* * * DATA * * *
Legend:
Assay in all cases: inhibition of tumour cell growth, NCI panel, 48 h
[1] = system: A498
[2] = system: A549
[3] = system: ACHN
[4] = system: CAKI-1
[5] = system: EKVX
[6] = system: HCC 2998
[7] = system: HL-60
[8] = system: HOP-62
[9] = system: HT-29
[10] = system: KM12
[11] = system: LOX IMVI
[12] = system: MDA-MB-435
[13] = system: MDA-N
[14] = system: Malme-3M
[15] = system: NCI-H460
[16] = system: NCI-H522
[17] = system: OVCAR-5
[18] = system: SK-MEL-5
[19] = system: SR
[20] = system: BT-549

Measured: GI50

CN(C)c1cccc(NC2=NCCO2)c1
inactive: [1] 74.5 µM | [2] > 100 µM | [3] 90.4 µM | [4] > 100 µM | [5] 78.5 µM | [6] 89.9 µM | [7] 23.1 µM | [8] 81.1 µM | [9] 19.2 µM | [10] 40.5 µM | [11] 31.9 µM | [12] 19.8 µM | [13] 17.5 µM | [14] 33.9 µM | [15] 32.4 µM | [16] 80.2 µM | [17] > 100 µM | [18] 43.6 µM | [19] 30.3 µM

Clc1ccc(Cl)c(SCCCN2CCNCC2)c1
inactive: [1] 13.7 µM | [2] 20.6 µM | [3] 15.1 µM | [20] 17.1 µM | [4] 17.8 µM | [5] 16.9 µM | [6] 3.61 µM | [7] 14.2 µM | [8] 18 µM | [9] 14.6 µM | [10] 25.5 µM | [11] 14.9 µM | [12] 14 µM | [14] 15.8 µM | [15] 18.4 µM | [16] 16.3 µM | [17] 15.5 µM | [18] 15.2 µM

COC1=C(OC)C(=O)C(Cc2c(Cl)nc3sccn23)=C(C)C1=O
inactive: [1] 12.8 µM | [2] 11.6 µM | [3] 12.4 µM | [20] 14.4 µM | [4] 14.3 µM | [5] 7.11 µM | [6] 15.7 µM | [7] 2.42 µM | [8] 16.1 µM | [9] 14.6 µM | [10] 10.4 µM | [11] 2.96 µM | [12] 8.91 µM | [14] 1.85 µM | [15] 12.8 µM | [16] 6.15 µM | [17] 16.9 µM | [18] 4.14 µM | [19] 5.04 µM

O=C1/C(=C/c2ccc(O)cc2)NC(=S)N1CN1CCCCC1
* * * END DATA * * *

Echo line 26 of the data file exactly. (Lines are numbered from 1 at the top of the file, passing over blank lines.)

Clc1ccc(Cl)c(SCCCN2CCNCC2)c1